Al and I are finally feeling like ourselves again. That nasty crud that went around seemed to linger with a cough and lack of energy. That being said, it felt wonderful to get back out on the trails…..hike more than thirty minutes that is.
Cave Creek Regional Park has some great trails assessable from the campground or picnic area. It’s Saturday morning and Al and I head out on the Clay Mine Trail. We walk past the fenced off abandoned mine and continue up the steady incline toward the Overton Trail. It’s a gorgeous, sunny Arizona morning. Last night’s extreme winds have moved on leaving behind a light breeze………a very welcome breeze.
Shortly after passing the Clay Mine we pass a Park Ranger walking in the opposite direction. I comment, “Beautiful morning”. He responds with arms spread upward, “You like my office? Sometimes I can’t believe I get paid to do this”. Sounds like the dude really likes his job! He continues, “Hey, I’ll be opening the mine and giving tours, if you’re interested”. “Most definitely. We’ll catch you on our return”, I respond.
Al and I continue on our journey taking in the desert beauty. Each Saguaro Cactus is original and unique. Some of the Barrel Cactus sport the most amazing red thorns. Hmmm….perhaps a separate post on cacti is in order 😉 As I continue to click away, hubby chuckles and says, “Are you sure you have enough photos of cactus? You might want to take a few more”. Yes, I detect his sarcasm, but each Saguaro Cactus seems to have its own personality.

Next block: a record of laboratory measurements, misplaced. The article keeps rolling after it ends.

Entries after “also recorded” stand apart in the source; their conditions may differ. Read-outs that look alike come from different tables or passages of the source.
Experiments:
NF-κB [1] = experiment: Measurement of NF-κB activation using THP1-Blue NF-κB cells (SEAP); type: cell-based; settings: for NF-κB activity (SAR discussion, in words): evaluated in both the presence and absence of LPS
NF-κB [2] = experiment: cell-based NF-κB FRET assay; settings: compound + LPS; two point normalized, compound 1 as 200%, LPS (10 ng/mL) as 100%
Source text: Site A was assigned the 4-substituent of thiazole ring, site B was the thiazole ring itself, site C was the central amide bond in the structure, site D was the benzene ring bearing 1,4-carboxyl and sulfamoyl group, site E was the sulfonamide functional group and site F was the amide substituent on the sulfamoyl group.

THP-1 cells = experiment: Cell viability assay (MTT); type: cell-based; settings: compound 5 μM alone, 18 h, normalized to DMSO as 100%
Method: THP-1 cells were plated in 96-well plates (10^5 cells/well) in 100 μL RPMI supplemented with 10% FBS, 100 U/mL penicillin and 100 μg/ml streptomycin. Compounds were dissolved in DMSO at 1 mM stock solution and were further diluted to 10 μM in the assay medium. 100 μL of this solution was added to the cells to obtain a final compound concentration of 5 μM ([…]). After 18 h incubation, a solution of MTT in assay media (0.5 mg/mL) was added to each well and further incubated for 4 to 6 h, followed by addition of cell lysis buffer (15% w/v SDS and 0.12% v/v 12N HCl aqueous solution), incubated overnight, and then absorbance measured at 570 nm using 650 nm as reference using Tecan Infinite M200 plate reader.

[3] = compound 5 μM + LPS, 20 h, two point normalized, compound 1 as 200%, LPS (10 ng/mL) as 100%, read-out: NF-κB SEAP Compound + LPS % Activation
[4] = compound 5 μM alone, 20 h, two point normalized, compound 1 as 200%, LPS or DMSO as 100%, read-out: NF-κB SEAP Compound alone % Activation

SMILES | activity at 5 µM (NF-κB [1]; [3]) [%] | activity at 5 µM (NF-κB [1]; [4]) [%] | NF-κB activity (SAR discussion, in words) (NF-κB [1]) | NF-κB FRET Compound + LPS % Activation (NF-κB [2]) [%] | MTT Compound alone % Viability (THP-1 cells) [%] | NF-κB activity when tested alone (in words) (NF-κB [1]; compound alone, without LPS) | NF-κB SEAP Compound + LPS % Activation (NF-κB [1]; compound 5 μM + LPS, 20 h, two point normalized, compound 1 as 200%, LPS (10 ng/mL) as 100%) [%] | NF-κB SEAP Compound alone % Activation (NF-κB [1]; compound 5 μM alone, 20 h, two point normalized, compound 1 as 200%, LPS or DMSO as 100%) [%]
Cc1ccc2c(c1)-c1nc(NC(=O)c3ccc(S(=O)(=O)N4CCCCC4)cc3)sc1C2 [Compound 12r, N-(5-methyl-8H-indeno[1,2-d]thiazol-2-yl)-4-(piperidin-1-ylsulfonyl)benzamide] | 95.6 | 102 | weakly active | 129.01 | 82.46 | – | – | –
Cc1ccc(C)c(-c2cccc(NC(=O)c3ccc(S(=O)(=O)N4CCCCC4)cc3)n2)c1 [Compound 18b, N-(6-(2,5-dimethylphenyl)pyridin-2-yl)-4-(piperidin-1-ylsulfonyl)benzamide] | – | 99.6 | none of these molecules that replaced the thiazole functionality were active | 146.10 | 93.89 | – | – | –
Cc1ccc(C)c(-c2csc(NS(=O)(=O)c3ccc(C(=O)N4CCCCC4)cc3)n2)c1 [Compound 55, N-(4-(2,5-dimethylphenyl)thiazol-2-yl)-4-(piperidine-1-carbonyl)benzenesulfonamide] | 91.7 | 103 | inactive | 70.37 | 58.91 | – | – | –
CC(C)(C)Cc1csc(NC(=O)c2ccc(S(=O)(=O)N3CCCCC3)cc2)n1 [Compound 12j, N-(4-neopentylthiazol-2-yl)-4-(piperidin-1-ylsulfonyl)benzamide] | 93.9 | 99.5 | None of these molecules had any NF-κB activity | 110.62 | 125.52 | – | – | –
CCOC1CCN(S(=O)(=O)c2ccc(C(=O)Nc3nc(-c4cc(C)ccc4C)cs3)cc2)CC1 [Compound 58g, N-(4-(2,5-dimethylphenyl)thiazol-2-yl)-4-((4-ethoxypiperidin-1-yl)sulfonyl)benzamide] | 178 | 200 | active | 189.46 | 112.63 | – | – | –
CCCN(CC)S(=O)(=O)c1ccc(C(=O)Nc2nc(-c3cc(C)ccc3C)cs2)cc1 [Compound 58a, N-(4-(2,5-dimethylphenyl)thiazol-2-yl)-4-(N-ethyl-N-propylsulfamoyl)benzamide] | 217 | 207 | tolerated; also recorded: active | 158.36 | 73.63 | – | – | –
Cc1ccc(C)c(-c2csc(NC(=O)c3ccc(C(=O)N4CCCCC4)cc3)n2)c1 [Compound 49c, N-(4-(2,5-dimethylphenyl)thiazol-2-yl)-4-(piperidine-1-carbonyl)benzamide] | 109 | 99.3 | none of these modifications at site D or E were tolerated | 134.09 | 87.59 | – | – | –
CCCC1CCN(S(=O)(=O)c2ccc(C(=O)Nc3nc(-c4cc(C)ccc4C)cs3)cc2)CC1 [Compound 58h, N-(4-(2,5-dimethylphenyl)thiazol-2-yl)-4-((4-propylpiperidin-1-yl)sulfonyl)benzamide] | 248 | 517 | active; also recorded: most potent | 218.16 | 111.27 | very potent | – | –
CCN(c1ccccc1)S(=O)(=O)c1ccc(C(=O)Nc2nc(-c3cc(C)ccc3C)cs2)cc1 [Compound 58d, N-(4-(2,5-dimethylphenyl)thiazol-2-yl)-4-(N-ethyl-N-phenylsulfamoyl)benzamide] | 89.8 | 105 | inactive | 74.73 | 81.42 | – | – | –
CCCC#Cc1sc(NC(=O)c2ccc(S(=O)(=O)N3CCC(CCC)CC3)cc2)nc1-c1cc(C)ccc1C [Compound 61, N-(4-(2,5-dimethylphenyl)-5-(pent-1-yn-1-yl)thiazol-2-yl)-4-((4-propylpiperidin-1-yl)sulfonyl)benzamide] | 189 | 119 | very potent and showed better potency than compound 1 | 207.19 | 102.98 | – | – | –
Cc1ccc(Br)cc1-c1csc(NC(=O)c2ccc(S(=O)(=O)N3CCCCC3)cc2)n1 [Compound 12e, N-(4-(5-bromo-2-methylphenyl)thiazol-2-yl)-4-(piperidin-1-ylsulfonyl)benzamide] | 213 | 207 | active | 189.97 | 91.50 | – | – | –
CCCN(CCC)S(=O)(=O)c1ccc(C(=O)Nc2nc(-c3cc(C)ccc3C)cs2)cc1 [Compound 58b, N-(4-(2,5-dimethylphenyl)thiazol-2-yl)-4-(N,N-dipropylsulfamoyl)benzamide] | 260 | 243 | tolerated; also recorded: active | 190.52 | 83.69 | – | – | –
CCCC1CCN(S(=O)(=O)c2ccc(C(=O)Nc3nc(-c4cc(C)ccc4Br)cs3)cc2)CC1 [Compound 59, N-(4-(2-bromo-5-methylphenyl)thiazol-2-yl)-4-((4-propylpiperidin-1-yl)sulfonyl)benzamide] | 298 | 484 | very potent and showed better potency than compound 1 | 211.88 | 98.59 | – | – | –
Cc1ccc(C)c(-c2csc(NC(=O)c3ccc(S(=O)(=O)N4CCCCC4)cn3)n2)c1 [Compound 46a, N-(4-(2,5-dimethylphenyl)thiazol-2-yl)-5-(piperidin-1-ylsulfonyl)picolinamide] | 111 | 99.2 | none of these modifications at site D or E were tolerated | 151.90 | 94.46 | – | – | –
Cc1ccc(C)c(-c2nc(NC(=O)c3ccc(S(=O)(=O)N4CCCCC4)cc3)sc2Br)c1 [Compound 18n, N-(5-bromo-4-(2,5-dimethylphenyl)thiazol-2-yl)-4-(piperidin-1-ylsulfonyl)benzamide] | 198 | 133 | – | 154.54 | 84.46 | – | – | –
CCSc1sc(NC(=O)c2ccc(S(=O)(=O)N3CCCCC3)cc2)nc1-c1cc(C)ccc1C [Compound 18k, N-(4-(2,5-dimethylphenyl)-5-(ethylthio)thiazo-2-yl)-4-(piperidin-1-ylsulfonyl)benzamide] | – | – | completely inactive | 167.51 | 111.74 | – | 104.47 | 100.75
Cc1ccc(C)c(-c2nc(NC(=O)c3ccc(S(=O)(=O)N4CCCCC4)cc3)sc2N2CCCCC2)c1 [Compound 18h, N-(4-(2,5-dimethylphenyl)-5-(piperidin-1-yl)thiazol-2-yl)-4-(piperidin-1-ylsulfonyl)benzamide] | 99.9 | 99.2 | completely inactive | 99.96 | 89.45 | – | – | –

We complete the Overton Trail and pick up the Clay Mine Trail which will return us to the campground. The fenced entranced to the mine is open. A large storage container sits at the entrance. Al and I reach inside and grab a hard hat before proceeding into the mine. With hard hats on, we bend over walking through a narrow tunnel. It isn’t long before we’re able to stand up in a carved out room and greeted by the Park Ranger.
The Ranger reiterates the story posted on a sign at the entrance of the mine. He has a binder filled with copies of newspaper ads from the 1800’s. Various elixirs and ointments were made from the chalky like substance extracted from the mine. Most products were a mere “snake oil”. However, one product was marketed primarily as a medicine to help with dysentery, similar to today’s Kaopectate.
Although this mine was closed many years ago, the mineral Kaolinite is still mined and used in many products currently available on the market such as soaps and cosmetic products.